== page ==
Watch Sunday’s Turkish GP as Lewis Hamilton bids to equal Michael Schumacher’s haul of seven F1 drivers’ titles; But can he win the race from sixth on Lance Stroll-led unusual grid? Tune in to Sky Sports F1 and Main Event live at 10.10am, with build-up from 8.30am
By James Galloway
Last Updated: 14/11/20 7:31pm
Lewis Hamilton starts from an unfamiliar grid position but remains on course to make F1 history by clinching a record-equalling seventh world title in Sunday morning’s Turkish GP.
Live only on Sky Sports F1 and Main Event at the early time of 10.10am, with build-up from 8.30am, Hamilton starts from sixth place but will be champion for 2020 as long as team-mate Valtteri Bottas does not outscore him by eight or more points.
Mercedes have been off the leading pace all weekend so far, in dry and wet conditions, with their usually-dominant W11 car – and specifically its tyres – unable to get to grips with an extraordinary slippery new asphalt around Istanbul Park, which has led to a surprising mixed-up grid headed by Lance Stroll for Sunday’s race.
But Hamilton’s chances of wrapping up his seventh championship with three races to spare were still boosted on Saturday due to the fact he qualified three places ahead of ninth-placed Bottas, his sole title challenger, in the sister Mercedes.
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The bigger uncertainty therefore appears to be whether Hamilton can close out that crown by fighting for the podium positions across the 58-lap race distance.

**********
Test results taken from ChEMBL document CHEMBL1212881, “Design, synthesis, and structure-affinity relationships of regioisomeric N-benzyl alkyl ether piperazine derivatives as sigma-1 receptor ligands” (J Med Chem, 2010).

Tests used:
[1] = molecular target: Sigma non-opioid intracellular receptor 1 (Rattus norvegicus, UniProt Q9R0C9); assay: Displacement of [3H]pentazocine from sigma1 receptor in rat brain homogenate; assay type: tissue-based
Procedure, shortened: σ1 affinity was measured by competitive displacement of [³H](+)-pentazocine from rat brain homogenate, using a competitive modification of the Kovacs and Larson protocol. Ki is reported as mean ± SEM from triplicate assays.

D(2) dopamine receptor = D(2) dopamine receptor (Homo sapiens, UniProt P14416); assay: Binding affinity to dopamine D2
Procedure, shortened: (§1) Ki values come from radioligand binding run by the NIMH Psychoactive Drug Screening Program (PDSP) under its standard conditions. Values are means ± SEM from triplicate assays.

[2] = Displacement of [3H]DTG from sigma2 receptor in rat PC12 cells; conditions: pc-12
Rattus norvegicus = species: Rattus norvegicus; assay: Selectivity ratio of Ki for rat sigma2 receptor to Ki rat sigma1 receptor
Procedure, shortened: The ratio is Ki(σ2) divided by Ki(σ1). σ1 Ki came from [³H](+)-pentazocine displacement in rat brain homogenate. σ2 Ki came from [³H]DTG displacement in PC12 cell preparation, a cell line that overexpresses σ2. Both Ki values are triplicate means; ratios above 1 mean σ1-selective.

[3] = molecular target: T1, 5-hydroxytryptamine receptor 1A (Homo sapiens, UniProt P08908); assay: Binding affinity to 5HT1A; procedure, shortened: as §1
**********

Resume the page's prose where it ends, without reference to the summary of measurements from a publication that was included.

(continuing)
“I have no idea what car I’ve got underneath me,” Hamilton conceded to Formula 1 after qualifying.
“If it’s dry, I have no idea how it’s going to feel, and if it’s wet I know it could feel as bad as it did today.”
Only two of Hamilton’s six title wins to date (2015 and 2016) have been clinched via a race victory.
Weather conditions for the race on the outskirts of Istanbul remain uncertain for Sunday but the threat of rain showers linger. Temperatures are also set to remain cool.
Andrew Shovlin, Mercedes’ track engineering director, said: “We’ve got some freedom to make a few changes to the car tomorrow and we need to have a good look at things ahead of the race because tyre warm-up is going to be critical. Once we get temperature in the tyres, we seem to be in decent shape and the car seems to be working well, so getting the rubber to work is our main concern.”
“Whatever your wildest predictions may be, they could happen tomorrow.”
Daniel Ricciardo, Renault
After a shock pole, could Turkey see a shock winner?
Stroll’s brilliant but out-of-the-blue run to pole position for Racing Point in Saturday’s very-wet qualifying session has opened up the possibility of the 2020 season’s second unexpected race result after Pierre Gasly’s triumph for AlphaTauri at Monza in September.
Racing Point have made big strides with their Mercedes-inspired car this year but have not won a race in their current guise – the Silverstone-based team last won when known as Jordan in 2003 – while neither Stroll nor team-mate Sergio Perez, who starts third, has won in F1 either.
“It will be nice to start at the front,” said Stroll to Sky F1. “I’ve started up the front, but to really be on pole without anyone in front of me, no one blocking my view of Istanbul, will be nice!
“They have a much quicker race car [Red Bull and Mercedes], that’s just the reality, but that doesn’t mean we can’t score a bunch of points. We are fighting for that third place in the Constructors’ and it’s a great opportunity with both cars starting at the front to pick up some big points.”